These days a computerized inventory system is the most likely to be used by medium and large businesses although some small businesses may also use this. These typically use barcodes or radio frequency identification tags to keep a record of inventory objects. This can be used to keep a track of customer orders, monitor the stock a business has available for fulfilling orders and also provide details of when inventory needs to be restocked. Buying inventory costs money. Therefore more efficient control of the amount of inventory required to be held in stock to fulfill orders can be better for a company in terms of its cash flow.
Having a more efficient system in place to control inventory can also help to make a company more productive and this is also cost effective. There are a number of companies that produce inventory computer software and systems for use by a business. Some of these include Computerized Inventory Systems Specialists (CISS), Skuflow and Executivpro. These companies produce inventory system software for a range of different businesses including warehouses, retailers, stores and restaurants. In many cases the companies allow free downloading of evaluation software that you can try out to find a ystem that is appropriate for your business. Most of the companies providing the systems can be contacted for a quote for a system. Having an inventory system in place for your business can be a common sense idea. The initial cost outlay should be recouped by having a more efficient and productive working environment and this should help to ensure that the business is successful. A document management system makes electronic control over your files easy, with software solutions that include online and open source ones.
Having the right type of document management system for any business is really a necessity so that you can ensure you’re able to keep track of all of your most vital information as easily as possible. With this type of system you’re going to be able to access essential documents more easily, and ensure that you can also edit them at your leisure, so that you can always keep your company running smoothly. Through the right type of document management system, you can ensure that you can also provide much more excellent customer service, with better notation and record keeping, so that you become a service people can count on.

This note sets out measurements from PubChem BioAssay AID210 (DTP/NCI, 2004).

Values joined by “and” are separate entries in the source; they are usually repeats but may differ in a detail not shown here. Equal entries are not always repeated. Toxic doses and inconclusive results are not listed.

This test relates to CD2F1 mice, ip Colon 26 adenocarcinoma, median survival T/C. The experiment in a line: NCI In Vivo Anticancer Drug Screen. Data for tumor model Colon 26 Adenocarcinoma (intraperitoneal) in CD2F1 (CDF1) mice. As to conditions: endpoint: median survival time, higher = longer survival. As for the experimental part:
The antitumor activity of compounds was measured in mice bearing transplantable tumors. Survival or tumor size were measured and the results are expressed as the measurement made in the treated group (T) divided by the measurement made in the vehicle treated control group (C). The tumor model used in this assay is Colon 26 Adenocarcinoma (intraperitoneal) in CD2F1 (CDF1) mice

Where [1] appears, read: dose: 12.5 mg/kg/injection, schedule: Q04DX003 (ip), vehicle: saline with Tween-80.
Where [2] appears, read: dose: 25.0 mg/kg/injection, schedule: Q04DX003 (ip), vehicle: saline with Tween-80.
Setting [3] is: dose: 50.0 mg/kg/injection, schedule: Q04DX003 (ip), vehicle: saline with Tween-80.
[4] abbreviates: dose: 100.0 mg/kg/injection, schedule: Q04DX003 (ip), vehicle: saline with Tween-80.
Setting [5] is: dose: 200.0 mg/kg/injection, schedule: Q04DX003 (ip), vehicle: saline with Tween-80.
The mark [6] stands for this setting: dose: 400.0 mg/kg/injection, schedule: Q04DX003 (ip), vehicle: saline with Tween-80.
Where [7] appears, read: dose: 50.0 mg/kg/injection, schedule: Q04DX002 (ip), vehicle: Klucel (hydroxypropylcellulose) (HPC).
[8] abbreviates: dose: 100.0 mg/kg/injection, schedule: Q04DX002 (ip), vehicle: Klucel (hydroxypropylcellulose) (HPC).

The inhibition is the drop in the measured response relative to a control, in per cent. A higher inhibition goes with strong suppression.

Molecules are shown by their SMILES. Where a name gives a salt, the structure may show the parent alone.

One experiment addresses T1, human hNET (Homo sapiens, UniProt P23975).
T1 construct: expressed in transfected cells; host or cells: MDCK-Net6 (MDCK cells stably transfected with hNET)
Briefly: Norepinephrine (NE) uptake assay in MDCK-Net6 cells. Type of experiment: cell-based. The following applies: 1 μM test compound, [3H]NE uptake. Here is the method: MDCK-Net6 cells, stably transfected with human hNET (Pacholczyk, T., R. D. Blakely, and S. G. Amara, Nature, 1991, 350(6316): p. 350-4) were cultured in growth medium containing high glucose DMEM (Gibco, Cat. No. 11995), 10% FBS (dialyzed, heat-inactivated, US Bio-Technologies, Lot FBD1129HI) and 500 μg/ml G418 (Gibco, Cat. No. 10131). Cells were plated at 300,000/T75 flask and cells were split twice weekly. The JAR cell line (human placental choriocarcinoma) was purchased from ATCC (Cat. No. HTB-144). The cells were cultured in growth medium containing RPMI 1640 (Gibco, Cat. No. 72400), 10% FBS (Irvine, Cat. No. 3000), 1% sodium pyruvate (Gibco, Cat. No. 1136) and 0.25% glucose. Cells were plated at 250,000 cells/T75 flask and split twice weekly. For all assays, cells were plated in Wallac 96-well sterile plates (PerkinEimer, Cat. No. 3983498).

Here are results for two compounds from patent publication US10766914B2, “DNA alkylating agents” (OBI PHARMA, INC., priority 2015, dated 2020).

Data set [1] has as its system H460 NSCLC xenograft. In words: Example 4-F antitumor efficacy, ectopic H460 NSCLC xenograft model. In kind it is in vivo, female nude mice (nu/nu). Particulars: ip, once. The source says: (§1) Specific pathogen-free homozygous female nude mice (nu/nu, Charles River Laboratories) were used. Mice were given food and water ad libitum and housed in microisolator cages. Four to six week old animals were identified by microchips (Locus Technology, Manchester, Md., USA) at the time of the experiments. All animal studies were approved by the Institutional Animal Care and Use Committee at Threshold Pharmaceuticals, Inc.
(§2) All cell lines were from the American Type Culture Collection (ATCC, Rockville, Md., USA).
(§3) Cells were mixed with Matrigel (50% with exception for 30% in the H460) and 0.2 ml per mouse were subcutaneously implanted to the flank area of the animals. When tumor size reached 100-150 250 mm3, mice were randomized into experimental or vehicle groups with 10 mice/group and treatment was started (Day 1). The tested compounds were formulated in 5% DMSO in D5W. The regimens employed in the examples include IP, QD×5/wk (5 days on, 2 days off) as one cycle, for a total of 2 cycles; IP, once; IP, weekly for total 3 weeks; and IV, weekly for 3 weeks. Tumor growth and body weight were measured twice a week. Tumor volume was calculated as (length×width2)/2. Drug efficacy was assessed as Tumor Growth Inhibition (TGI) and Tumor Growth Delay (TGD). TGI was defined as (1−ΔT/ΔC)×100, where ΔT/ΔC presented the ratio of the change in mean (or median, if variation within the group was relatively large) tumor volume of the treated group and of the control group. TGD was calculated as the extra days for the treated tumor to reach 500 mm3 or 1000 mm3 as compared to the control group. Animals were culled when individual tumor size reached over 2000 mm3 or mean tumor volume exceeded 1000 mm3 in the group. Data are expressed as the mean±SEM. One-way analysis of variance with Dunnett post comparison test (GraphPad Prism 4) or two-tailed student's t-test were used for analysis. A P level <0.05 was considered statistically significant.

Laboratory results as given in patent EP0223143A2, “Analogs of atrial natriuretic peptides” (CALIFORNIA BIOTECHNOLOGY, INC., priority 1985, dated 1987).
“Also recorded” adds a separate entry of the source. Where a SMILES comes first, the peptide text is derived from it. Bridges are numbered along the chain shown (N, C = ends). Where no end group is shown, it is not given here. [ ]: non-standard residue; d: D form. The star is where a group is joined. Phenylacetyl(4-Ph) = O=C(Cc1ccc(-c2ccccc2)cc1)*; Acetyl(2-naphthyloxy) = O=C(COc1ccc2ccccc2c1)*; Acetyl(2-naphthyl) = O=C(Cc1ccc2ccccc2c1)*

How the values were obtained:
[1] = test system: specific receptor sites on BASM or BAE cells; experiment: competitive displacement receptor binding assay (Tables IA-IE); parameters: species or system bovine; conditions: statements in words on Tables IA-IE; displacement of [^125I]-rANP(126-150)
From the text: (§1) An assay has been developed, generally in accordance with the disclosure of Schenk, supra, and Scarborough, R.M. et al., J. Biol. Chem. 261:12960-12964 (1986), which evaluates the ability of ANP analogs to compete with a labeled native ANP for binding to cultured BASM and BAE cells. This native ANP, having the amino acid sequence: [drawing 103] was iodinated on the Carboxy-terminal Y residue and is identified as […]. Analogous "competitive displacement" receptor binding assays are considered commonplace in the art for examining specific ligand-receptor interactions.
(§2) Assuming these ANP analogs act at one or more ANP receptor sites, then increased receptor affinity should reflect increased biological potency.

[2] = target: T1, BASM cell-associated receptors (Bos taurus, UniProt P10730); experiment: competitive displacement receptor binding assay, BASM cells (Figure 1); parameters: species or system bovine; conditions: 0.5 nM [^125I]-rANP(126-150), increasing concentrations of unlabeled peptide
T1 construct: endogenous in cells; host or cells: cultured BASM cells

You just have to find the programs that have the features that are the most important to you. Basically what the average document management system is really going to do for you, is ensure that you can store a comprehensive record of all of your companies files on a computer network. This way, you can keep track of literally everything, from standard files, financial files, customer profiles, anything that you could possibly want. Plus, instead of actually having to go and search out a document that you need at that moment, you can simply use a search function within the system itself, and pull up just what you need in just a few seconds.
This way, you can ensure that you always have the information that you need literally in the palm of your hand, throughout your computer network. But another major advantage of the right type of document management system is just that they enable you to actually allow for cross platform access from a variety of different employees. This way, you’re able to ensure that you have a much more useful system for cross communication. A file can be edited by one employee, and then saved and put back throughout the system, so that every time that information is accessed you’ll be seeing the updated version of the document.
This way, everyone is always on the same page, and you can ensure getting valuable information from one place to another is easier than ever. Of course, you can also dictate who can see what document, by putting access restrictions on your most important files as well. This way, you can ensure that your document management system is completely secure, so that you don’t have to worry about any information being given away too freely. Through this type of password protected system, you can ensure only approved employees can access these files.
But what’s more, you also ensure that you can track who accessed what, and when, through the use of unique password generation for each employee. When you’re looking to buy the right type of document management system to implement throughout your company, you can find plenty of options fairly easily actually. Typically you can find any type of major software that you need through any office supplier like Office Depot or even Staples. That way, you can get just the program that’s going to have your company moving more smoothly than ever before. http://inventorysystem. org